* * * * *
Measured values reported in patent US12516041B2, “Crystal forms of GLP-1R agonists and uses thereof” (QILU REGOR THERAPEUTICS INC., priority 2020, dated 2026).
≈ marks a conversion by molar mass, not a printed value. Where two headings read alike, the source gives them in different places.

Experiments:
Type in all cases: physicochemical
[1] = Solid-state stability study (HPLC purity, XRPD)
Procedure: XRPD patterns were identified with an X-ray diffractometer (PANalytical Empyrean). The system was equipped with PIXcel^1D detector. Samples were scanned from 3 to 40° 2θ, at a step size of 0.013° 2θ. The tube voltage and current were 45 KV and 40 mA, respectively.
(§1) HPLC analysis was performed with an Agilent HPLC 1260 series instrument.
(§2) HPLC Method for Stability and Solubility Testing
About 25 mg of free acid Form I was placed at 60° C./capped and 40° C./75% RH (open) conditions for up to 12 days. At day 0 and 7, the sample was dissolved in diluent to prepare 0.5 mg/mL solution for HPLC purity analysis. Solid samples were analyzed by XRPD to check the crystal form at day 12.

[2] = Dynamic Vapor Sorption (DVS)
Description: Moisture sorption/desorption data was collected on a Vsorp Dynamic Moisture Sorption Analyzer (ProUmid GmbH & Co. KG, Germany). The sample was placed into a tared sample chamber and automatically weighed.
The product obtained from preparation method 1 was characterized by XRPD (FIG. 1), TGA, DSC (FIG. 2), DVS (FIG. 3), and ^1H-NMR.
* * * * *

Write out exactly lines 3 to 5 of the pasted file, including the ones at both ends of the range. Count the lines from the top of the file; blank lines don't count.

Experiments:
Type in all cases: physicochemical
[1] = Solid-state stability study (HPLC purity, XRPD)